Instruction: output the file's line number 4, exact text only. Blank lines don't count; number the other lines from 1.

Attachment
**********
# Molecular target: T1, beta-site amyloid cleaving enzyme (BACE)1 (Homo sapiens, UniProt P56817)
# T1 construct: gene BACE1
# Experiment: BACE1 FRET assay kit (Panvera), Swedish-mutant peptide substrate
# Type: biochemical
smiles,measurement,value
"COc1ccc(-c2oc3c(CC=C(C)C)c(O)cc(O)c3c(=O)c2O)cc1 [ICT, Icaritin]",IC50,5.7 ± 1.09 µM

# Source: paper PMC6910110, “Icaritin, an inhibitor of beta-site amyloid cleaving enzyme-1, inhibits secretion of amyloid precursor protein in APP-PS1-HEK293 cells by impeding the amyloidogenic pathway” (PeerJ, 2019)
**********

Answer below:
# Type: biochemical